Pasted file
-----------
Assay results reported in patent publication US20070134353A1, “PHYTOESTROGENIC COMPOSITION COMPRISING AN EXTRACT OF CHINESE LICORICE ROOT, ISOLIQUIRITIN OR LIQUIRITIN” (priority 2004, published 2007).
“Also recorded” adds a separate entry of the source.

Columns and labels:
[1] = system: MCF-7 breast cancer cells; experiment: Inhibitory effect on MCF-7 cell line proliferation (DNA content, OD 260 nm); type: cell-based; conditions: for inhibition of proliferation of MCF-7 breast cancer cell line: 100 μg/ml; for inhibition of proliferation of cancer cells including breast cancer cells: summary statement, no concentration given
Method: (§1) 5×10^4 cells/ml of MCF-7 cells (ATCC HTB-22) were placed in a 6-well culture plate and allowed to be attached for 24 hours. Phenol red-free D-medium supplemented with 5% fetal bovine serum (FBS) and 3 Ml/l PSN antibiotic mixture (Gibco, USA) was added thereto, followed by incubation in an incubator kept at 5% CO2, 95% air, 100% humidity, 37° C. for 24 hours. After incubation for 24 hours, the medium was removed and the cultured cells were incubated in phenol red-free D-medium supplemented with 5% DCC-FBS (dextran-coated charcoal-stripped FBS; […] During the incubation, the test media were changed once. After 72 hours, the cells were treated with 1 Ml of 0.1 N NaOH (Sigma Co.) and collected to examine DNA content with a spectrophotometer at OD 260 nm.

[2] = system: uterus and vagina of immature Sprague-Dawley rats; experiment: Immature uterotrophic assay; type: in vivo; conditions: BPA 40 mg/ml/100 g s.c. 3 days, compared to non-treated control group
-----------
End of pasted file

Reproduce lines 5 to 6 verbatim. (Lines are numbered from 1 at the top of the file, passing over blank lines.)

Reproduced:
Method: (§1) 5×10^4 cells/ml of MCF-7 cells (ATCC HTB-22) were placed in a 6-well culture plate and allowed to be attached for 24 hours. Phenol red-free D-medium supplemented with 5% fetal bovine serum (FBS) and 3 Ml/l PSN antibiotic mixture (Gibco, USA) was added thereto, followed by incubation in an incubator kept at 5% CO2, 95% air, 100% humidity, 37° C. for 24 hours. After incubation for 24 hours, the medium was removed and the cultured cells were incubated in phenol red-free D-medium supplemented with 5% DCC-FBS (dextran-coated charcoal-stripped FBS; […] During the incubation, the test media were changed once. After 72 hours, the cells were treated with 1 Ml of 0.1 N NaOH (Sigma Co.) and collected to examine DNA content with a spectrophotometer at OD 260 nm.

[2] = system: uterus and vagina of immature Sprague-Dawley rats; experiment: Immature uterotrophic assay; type: in vivo; conditions: BPA 40 mg/ml/100 g s.c. 3 days, compared to non-treated control group